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Murder Ballad

a Musical
by Julia Jordan and Juliana Nash

COMPANY : Actor's Express [WEBSITE]
VENUE : Actor's Express [WEBSITE]
ID# 4646

SHOWING : November 08, 2014 - December 07, 2014



A sultry singer takes the stage in a seedy downtown bar, singing a story of “true love gone awry.” Against the backdrop of an unforgettable rock-and-roll score, she spins a lurid tale of lust and murder that unfolds when a New York love triangle goes wrong. Full of pulse-pounding plot twists and powerhouse vocals, Murder Ballad will keep you guessing until its breathless final moments.

Director Freddie Ashley
Music Director Bill Newberry
Choreographer Becca Potter
Sara Kristen Browne
Narrator Jessica De Maria
Tom Jeremy Harrison
Michael Kevin Harry
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A Staged Song Cycle, Redeemed
by playgoer
Wednesday, November 12, 2014
"Murder Ballad" is a song cycle with a somewhat generic storyline attached. Since it’s through-sung, there’s more atmosphere-setting and repetition in the songs than plot. Tom and Sara have had an affair (or at least have writhed together on a pool table). Sara then marries Michael, and they have a child. At some point, Tom and Sara start up again. A narrator moves things along, and we see that all the characters have motive to murder one or more of the other characters. When the murder occurs (in song and choreography), it’s a bit of a plot twist. The characters are all a bit schematic, though, so there’s not a whole lot of emotion invested in it. The murder occurs, the Narrator takes a breath to start another song, and a blackout occurs. Cue the audience applause.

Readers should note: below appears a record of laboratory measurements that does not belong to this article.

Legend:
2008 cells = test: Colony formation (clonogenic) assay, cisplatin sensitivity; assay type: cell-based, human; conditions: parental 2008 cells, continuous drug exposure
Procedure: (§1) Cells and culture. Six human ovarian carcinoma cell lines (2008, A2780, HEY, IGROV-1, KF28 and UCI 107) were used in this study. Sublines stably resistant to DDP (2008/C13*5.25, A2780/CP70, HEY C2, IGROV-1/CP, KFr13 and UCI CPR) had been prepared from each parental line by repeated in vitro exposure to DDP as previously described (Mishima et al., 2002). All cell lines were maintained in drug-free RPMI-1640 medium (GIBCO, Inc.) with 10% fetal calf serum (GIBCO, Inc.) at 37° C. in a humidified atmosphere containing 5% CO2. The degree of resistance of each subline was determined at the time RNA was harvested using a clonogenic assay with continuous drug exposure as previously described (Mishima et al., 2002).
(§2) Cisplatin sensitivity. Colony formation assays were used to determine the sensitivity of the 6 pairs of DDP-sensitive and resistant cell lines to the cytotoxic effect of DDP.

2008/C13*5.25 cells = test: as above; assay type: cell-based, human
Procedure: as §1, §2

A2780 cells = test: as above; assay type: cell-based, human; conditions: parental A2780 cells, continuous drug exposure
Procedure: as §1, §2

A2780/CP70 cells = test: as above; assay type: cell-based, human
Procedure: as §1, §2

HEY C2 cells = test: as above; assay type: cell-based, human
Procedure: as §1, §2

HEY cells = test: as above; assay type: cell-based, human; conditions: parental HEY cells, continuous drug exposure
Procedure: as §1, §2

And then the whole rock-’n’-roll show redeems itself with a number after the curtain call. No, it’s not a reprise of the song hits in the show. No, it’s not a serious anthem befitting the somber material of the show. Instead, the actors put on happy faces and sing that what we’ve seen is entertainment. The point is that murder is entertainment (unless it happens to you). It’s a smart, insightful end to a show that up until that point seemed to take itself a bit too seriously.

The production is professionally done, top to bottom. The set by Isabel and Moriah Curley-Clay consists of a tiny bandstand at one end, flanked by a bench seat and table on one side and a bed-like bench on the other side, a full bar at the other end, and a pool table in the center. Their costumes aren’t extensive, by any means, but work well. Joseph P. Monaghan III’s lighting design does a wonderful job of setting mood, working with the costumes to give a sudden black-and-white feel at the point the lyrics mention that color scheme. Dana Hylton Calabro’s props are fine (oh! all those liquor bottles!), and John Evenden’s fight direction and Becca Potter’s choreography do a good job of working safely in a performance space where actors are cheek-by-jowl with audience members. Their work meshes seamlessly with that of director Freddie Ashley.

The actors are all first-rate singers and do all that the roles require. I was particularly taken with Jessica De Maria as the Narrator, who showed two distinct sides in the show itself and in the post-curtain-call number. Kevin Harry (Michael) shows off his glorious voice, and Kristen Browne (Sara) has a voice that rings in the rafters too. The singing of Jeremy Harrison (Tom) has too much of a generic rock singer diction in his song stylings for my taste, but otherwise acquits himself well.

What doesn’t work in the show is the combination of set and sound design (by Angie Bryant). Audience is arranged on the two long sides of the playing space, with cabaret tables around the pool table seating additional patrons. Actors move throughout the space, making vocal entries at times while seated in an unobtrusive position or moving from shadow to light. When the voices all come through a speaker at the top of the room, it can be confusing trying to visually locate the person who is singing. Sound levels aren’t ear-splitting except when massed voices are belting, at which time the sound becomes muddy. Buzz and reverb comes through the speakers at times, detracting from the performance. Amplification may give the impression of attending a rock concert, but "Murder Ballad" would work far better as a more intimate show in auditory terms.


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